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From a high-level standpoint (meaning only worrying about the results and the interface, not the implementation), what is the difference in behavior, if any, between an NTFS reparse point that points to a directory and a symbolic link that points to the same directory?

Are they resolved at the same level in the stack, or is it possible for one to be unresolvable at a certain time when the other one can be resolved (e.g. at boot)?

(I'm aware that symbolic links can also work for files, but I'm asking about the directory difference here.)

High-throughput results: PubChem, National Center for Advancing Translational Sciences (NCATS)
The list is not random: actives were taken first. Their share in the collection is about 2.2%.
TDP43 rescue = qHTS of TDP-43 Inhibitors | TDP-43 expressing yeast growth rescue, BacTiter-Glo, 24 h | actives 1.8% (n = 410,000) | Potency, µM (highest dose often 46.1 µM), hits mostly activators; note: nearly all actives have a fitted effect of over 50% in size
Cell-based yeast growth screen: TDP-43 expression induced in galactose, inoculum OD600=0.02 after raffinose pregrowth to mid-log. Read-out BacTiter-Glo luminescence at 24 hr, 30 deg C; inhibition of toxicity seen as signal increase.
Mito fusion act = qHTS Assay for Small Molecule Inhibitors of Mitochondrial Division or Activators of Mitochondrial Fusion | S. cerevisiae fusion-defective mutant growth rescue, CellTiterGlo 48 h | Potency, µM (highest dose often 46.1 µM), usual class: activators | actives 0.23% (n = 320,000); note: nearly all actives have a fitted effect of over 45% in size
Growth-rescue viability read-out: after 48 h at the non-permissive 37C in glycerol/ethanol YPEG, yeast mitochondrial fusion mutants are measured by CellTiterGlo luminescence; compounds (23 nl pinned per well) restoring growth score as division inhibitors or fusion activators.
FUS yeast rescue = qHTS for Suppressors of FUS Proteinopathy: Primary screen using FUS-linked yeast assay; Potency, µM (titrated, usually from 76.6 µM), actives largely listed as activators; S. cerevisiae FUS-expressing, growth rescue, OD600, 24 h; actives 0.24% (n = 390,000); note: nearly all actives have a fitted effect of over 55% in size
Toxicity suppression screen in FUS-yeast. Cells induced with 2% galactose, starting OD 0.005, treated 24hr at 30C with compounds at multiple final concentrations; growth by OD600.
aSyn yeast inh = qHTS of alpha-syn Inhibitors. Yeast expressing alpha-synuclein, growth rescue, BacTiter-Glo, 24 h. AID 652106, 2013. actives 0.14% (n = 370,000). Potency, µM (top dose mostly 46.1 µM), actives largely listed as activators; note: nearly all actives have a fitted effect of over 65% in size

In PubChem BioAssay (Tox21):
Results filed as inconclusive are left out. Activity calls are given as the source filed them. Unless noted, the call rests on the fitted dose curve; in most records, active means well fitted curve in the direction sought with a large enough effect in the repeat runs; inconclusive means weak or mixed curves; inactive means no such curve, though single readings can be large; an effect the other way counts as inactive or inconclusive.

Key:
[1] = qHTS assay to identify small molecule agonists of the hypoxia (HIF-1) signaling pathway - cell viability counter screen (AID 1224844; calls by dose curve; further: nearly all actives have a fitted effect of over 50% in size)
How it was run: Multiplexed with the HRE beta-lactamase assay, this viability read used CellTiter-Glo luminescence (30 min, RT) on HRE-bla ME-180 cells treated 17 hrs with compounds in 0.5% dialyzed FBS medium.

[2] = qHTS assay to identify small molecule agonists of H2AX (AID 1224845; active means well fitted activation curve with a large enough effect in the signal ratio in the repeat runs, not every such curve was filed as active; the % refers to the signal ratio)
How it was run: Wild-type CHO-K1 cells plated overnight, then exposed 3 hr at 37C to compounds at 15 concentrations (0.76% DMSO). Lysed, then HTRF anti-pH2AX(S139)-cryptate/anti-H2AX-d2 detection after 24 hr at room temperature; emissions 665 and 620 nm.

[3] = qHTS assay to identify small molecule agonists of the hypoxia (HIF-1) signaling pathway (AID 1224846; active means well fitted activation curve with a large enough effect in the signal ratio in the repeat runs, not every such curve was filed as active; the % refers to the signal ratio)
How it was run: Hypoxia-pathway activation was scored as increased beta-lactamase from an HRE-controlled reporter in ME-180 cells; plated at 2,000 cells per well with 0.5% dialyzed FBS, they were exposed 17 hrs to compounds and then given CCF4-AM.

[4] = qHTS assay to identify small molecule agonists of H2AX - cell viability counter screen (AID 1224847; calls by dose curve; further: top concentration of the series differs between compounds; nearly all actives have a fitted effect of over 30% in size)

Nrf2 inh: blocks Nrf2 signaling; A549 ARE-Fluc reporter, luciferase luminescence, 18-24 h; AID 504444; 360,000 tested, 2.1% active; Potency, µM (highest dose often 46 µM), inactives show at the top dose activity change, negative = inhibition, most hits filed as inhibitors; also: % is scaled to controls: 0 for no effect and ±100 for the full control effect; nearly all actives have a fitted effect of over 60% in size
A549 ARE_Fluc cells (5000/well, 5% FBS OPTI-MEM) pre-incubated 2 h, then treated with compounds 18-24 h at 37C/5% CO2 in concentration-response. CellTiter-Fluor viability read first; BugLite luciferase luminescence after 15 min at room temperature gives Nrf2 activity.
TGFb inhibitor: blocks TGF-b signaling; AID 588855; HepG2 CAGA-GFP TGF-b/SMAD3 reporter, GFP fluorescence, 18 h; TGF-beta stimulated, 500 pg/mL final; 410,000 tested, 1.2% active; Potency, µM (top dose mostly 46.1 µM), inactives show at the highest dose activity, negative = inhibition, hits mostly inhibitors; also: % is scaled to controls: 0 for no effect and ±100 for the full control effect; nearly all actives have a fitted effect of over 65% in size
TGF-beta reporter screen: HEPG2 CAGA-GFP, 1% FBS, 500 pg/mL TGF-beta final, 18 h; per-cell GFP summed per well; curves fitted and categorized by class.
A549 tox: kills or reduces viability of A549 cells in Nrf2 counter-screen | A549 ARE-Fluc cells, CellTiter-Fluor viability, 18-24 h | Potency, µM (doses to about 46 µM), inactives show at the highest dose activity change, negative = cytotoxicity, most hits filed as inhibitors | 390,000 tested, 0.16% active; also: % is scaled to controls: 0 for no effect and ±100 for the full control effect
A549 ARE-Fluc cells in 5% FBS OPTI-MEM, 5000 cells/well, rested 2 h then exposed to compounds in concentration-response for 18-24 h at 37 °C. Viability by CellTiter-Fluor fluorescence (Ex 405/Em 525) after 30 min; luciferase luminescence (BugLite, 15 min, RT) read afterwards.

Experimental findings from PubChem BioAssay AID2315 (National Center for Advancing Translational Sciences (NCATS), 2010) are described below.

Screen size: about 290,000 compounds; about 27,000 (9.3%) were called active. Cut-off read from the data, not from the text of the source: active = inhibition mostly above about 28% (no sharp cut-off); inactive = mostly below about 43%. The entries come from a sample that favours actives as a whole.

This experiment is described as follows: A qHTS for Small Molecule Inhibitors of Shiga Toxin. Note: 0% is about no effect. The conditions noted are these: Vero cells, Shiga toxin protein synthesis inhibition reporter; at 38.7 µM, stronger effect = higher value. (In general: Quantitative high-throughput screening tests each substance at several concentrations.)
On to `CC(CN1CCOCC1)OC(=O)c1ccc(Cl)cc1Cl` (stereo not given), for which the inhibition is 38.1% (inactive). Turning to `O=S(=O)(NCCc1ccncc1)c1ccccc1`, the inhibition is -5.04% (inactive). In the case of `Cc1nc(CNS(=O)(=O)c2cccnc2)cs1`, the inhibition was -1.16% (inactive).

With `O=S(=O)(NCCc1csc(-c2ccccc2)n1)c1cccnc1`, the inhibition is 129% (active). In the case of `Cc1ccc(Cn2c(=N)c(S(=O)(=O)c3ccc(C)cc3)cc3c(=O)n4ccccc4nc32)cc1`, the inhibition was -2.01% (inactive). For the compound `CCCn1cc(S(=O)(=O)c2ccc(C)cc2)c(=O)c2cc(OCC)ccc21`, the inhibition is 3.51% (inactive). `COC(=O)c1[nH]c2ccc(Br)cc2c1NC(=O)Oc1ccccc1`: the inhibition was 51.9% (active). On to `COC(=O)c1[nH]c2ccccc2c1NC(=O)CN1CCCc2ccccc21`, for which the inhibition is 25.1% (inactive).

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closed as off topic by Will May 8 '13 at 18:42

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up vote 11 down vote accepted

It is known that in network symbolic links are resolved on clients, while junctions are resolved by server. One can suggest, that junctions are more "invisible" for users.

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Oh interesting... so junctions are more low-level. Thanks for the info! – Mehrdad Apr 4 '11 at 0:34
From Windows Vista onwards Symbolic link replaces Junctions (also, as we know, both are reparse points) – Aravind Jun 4 '13 at 7:39

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